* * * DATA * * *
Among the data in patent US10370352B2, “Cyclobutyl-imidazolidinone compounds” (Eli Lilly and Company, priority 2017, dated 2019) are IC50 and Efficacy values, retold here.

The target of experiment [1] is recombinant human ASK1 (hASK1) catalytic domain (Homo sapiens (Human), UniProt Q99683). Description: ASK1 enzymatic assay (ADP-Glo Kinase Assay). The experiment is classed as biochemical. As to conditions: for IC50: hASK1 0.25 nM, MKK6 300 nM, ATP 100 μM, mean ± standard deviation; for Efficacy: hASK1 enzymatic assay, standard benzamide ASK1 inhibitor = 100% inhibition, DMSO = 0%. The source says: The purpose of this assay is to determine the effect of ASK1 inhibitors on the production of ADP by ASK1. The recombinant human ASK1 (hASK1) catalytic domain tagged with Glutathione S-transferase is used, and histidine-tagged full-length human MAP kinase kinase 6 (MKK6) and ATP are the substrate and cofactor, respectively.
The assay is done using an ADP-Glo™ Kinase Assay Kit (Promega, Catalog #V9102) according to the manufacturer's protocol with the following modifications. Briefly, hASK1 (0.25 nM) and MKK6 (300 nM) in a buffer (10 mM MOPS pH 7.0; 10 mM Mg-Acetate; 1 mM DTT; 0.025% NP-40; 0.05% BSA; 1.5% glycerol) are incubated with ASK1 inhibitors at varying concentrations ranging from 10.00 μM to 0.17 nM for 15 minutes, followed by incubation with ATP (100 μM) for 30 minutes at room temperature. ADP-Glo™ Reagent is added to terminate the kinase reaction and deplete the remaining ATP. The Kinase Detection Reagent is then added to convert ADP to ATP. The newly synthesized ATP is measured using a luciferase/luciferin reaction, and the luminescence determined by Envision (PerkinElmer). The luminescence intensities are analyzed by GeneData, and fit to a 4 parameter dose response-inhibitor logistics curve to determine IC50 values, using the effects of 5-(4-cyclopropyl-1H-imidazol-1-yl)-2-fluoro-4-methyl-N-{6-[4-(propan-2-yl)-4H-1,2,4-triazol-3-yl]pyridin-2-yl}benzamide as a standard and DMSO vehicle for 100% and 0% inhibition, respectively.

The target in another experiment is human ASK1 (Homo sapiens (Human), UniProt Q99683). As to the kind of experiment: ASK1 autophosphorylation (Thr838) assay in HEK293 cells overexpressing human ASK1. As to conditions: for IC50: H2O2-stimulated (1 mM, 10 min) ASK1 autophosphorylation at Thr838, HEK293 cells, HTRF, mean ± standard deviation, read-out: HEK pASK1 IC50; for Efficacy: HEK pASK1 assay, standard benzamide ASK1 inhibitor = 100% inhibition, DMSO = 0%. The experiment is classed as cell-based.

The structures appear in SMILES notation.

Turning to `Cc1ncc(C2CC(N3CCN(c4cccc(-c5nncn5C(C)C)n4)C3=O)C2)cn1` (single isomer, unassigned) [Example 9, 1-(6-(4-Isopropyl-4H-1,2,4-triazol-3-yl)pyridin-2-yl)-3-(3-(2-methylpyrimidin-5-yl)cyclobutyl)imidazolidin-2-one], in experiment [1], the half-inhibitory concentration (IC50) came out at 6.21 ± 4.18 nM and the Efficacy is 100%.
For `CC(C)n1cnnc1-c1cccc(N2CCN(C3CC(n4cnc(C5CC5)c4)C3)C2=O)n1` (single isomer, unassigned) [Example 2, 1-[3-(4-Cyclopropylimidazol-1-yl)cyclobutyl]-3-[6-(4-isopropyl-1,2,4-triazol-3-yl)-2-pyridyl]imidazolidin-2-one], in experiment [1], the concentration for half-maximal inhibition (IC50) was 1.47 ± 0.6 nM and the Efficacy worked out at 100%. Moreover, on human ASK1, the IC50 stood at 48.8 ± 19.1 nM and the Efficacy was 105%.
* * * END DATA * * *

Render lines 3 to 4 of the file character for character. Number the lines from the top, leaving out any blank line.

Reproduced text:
The assay is done using an ADP-Glo™ Kinase Assay Kit (Promega, Catalog #V9102) according to the manufacturer's protocol with the following modifications. Briefly, hASK1 (0.25 nM) and MKK6 (300 nM) in a buffer (10 mM MOPS pH 7.0; 10 mM Mg-Acetate; 1 mM DTT; 0.025% NP-40; 0.05% BSA; 1.5% glycerol) are incubated with ASK1 inhibitors at varying concentrations ranging from 10.00 μM to 0.17 nM for 15 minutes, followed by incubation with ATP (100 μM) for 30 minutes at room temperature. ADP-Glo™ Reagent is added to terminate the kinase reaction and deplete the remaining ATP. The Kinase Detection Reagent is then added to convert ADP to ATP. The newly synthesized ATP is measured using a luciferase/luciferin reaction, and the luminescence determined by Envision (PerkinElmer). The luminescence intensities are analyzed by GeneData, and fit to a 4 parameter dose response-inhibitor logistics curve to determine IC50 values, using the effects of 5-(4-cyclopropyl-1H-imidazol-1-yl)-2-fluoro-4-methyl-N-{6-[4-(propan-2-yl)-4H-1,2,4-triazol-3-yl]pyridin-2-yl}benzamide as a standard and DMSO vehicle for 100% and 0% inhibition, respectively.

The target in another experiment is human ASK1 (Homo sapiens (Human), UniProt Q99683). As to the kind of experiment: ASK1 autophosphorylation (Thr838) assay in HEK293 cells overexpressing human ASK1. As to conditions: for IC50: H2O2-stimulated (1 mM, 10 min) ASK1 autophosphorylation at Thr838, HEK293 cells, HTRF, mean ± standard deviation, read-out: HEK pASK1 IC50; for Efficacy: HEK pASK1 assay, standard benzamide ASK1 inhibitor = 100% inhibition, DMSO = 0%. The experiment is classed as cell-based.